Photographs are Memories
MARCH 30, 2019 - MAY 4, 2019
Barbara Young was born in Chicago in 1920. Because her father was a minister, the family lived in several towns in Illinois during the Great Depression. Her father owned a fine camera, with which he recorded important events. Barbara posed for the camera at age five weeks; her beady eyes looking up at her mother’s living face.
Young attended Knox College in Galesburg, IL, came east to Johns Hopkins Medical School during the war, trained to be a psychiatrist and psychoanalyst, and entered private practice in 1951. She was proud of what she was giving to the world in her work with patients but what was she giving to herself? Here is where photography entered her life. In 1958 she went to Harbour Island in the Bahamas with a Brownie Flash Star camera her brother had given her. Here she found the peace she was looking for and the camera eased her way into the friendly community.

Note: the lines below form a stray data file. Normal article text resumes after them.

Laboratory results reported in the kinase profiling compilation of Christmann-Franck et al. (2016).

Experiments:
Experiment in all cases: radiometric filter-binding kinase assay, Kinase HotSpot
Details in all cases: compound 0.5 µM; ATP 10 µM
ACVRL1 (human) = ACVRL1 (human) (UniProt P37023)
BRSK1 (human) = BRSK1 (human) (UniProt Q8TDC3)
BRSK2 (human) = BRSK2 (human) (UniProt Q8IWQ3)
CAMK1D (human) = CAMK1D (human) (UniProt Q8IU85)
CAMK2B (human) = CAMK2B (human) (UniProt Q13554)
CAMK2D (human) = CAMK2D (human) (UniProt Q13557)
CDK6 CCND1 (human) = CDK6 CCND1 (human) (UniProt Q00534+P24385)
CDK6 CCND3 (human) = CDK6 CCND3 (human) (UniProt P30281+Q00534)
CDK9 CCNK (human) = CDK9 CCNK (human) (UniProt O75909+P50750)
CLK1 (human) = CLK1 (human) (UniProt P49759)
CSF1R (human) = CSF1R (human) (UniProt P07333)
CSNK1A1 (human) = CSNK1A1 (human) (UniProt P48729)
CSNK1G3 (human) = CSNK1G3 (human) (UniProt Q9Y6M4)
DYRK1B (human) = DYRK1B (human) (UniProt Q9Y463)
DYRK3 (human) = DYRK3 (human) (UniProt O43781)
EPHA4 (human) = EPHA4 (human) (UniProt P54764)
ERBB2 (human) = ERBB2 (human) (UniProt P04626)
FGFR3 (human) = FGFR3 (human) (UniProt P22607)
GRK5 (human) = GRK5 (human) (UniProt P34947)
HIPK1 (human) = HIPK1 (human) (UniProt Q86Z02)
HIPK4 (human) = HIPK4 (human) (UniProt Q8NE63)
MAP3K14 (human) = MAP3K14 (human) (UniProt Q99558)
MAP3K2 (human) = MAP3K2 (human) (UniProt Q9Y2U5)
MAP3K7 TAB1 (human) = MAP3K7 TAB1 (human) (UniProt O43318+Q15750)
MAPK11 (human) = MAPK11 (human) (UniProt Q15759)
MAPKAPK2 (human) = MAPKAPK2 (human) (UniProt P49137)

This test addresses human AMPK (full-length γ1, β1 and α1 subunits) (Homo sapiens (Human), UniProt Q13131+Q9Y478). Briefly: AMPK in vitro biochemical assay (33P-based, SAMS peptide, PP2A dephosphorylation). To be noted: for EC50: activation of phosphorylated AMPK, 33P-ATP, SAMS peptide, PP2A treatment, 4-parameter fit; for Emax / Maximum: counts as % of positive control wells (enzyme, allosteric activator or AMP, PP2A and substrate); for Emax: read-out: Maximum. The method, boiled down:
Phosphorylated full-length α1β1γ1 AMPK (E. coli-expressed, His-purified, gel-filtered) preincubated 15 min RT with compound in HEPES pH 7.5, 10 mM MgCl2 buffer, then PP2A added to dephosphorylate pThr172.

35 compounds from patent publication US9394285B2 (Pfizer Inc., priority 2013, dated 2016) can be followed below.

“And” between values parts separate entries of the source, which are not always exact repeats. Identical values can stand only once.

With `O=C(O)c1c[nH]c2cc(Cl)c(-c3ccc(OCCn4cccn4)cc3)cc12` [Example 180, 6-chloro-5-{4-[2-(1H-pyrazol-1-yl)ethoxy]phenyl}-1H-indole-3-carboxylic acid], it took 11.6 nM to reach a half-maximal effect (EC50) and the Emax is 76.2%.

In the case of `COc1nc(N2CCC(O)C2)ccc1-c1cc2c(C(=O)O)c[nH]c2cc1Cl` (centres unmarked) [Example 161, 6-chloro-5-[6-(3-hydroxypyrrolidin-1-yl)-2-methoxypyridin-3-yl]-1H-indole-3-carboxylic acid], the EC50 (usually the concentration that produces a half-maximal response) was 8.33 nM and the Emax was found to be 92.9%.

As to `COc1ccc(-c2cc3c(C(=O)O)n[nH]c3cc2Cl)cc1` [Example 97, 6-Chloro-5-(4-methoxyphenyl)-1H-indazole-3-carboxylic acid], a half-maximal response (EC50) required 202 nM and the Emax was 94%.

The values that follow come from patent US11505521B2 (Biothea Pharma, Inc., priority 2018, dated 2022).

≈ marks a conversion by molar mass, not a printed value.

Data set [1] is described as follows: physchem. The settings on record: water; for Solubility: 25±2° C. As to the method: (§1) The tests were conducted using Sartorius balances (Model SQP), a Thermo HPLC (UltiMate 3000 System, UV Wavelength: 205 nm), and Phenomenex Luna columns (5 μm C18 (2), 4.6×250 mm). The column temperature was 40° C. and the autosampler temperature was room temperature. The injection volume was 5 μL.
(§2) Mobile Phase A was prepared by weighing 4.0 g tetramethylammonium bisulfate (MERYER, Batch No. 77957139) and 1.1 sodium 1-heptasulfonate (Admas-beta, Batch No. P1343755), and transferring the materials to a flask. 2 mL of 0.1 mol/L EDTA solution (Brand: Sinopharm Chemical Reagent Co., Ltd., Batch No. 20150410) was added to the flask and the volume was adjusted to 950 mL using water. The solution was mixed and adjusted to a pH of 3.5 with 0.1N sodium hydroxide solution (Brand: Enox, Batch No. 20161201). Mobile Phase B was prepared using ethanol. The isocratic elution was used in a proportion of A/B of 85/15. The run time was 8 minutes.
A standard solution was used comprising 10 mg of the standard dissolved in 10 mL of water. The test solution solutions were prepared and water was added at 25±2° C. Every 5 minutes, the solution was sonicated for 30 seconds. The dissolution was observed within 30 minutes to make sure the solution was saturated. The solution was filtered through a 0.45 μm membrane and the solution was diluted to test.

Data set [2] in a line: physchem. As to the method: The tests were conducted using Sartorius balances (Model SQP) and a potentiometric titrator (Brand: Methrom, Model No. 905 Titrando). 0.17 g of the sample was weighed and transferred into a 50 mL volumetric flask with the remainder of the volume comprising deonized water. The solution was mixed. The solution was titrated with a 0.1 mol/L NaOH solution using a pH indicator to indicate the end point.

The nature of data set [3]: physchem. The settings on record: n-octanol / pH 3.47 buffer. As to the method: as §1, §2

She returned to the Island with pictures she had taken for them. Her postcards and a few prints of the people she met were sold from a little shop. A tourist bought the beach scene for her bedroom wall when she could no longer return to this magical place. Out of this grew her book, Photographs are Memories.
Young’s work was part of the acceptance of color photography as art both in Europe and the United States. Edward Steichen bought Golden Leaves 1959 for the MOMA and Beaumont Newhall bought Golden Leaves and the Bahamian Jumbay Seedlings 1963 for Eastman House in Rochester, NY.
Today, as Young lives with many of her favorite pictures in her apartment, she is increasingly aware that her career as a photographer has been the most important thing in her life. Her new book, Looking Back: An Unusual Harum-scarum Illustrated Autobiography, emphasizes that having a creative passion gives true meaning to life.